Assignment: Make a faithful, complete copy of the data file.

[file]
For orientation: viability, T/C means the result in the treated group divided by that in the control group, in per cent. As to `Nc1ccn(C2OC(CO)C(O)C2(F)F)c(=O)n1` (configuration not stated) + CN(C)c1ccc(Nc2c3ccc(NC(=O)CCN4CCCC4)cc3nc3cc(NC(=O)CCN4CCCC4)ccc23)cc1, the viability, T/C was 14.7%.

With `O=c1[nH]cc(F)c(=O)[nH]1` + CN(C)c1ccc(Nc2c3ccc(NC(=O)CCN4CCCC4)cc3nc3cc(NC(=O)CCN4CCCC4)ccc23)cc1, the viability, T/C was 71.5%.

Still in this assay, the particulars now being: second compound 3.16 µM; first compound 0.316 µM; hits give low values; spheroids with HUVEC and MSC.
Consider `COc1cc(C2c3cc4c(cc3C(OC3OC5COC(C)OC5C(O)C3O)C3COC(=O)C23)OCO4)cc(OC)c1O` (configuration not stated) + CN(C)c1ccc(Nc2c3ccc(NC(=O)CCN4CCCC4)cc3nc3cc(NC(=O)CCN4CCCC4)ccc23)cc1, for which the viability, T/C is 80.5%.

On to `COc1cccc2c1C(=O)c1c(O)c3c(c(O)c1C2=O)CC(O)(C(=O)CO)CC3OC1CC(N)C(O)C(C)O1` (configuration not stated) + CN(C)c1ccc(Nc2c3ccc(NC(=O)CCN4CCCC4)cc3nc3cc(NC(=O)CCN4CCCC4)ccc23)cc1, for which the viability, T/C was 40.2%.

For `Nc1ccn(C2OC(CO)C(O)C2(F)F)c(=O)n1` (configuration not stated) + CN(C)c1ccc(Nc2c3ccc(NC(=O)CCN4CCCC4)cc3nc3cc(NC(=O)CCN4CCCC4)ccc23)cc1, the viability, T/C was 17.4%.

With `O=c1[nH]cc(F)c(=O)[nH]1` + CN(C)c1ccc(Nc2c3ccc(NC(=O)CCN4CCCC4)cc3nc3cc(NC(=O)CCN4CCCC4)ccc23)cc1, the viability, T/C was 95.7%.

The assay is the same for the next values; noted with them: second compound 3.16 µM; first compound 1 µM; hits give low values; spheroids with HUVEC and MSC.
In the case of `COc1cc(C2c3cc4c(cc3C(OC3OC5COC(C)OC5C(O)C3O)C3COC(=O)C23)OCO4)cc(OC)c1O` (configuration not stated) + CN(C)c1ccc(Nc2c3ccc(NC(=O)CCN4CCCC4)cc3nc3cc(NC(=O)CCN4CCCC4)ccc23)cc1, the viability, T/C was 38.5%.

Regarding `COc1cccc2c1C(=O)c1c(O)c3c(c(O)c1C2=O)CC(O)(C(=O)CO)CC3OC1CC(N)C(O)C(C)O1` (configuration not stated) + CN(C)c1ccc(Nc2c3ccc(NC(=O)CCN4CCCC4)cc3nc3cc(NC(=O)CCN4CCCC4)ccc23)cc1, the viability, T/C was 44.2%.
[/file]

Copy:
For orientation: viability, T/C means the result in the treated group divided by that in the control group, in per cent. As to `Nc1ccn(C2OC(CO)C(O)C2(F)F)c(=O)n1` (configuration not stated) + CN(C)c1ccc(Nc2c3ccc(NC(=O)CCN4CCCC4)cc3nc3cc(NC(=O)CCN4CCCC4)ccc23)cc1, the viability, T/C was 14.7%.

With `O=c1[nH]cc(F)c(=O)[nH]1` + CN(C)c1ccc(Nc2c3ccc(NC(=O)CCN4CCCC4)cc3nc3cc(NC(=O)CCN4CCCC4)ccc23)cc1, the viability, T/C was 71.5%.

Still in this assay, the particulars now being: second compound 3.16 µM; first compound 0.316 µM; hits give low values; spheroids with HUVEC and MSC.
Consider `COc1cc(C2c3cc4c(cc3C(OC3OC5COC(C)OC5C(O)C3O)C3COC(=O)C23)OCO4)cc(OC)c1O` (configuration not stated) + CN(C)c1ccc(Nc2c3ccc(NC(=O)CCN4CCCC4)cc3nc3cc(NC(=O)CCN4CCCC4)ccc23)cc1, for which the viability, T/C is 80.5%.

On to `COc1cccc2c1C(=O)c1c(O)c3c(c(O)c1C2=O)CC(O)(C(=O)CO)CC3OC1CC(N)C(O)C(C)O1` (configuration not stated) + CN(C)c1ccc(Nc2c3ccc(NC(=O)CCN4CCCC4)cc3nc3cc(NC(=O)CCN4CCCC4)ccc23)cc1, for which the viability, T/C was 40.2%.

For `Nc1ccn(C2OC(CO)C(O)C2(F)F)c(=O)n1` (configuration not stated) + CN(C)c1ccc(Nc2c3ccc(NC(=O)CCN4CCCC4)cc3nc3cc(NC(=O)CCN4CCCC4)ccc23)cc1, the viability, T/C was 17.4%.

With `O=c1[nH]cc(F)c(=O)[nH]1` + CN(C)c1ccc(Nc2c3ccc(NC(=O)CCN4CCCC4)cc3nc3cc(NC(=O)CCN4CCCC4)ccc23)cc1, the viability, T/C was 95.7%.

The assay is the same for the next values; noted with them: second compound 3.16 µM; first compound 1 µM; hits give low values; spheroids with HUVEC and MSC.
In the case of `COc1cc(C2c3cc4c(cc3C(OC3OC5COC(C)OC5C(O)C3O)C3COC(=O)C23)OCO4)cc(OC)c1O` (configuration not stated) + CN(C)c1ccc(Nc2c3ccc(NC(=O)CCN4CCCC4)cc3nc3cc(NC(=O)CCN4CCCC4)ccc23)cc1, the viability, T/C was 38.5%.

Regarding `COc1cccc2c1C(=O)c1c(O)c3c(c(O)c1C2=O)CC(O)(C(=O)CO)CC3OC1CC(N)C(O)C(C)O1` (configuration not stated) + CN(C)c1ccc(Nc2c3ccc(NC(=O)CCN4CCCC4)cc3nc3cc(NC(=O)CCN4CCCC4)ccc23)cc1, the viability, T/C was 44.2%.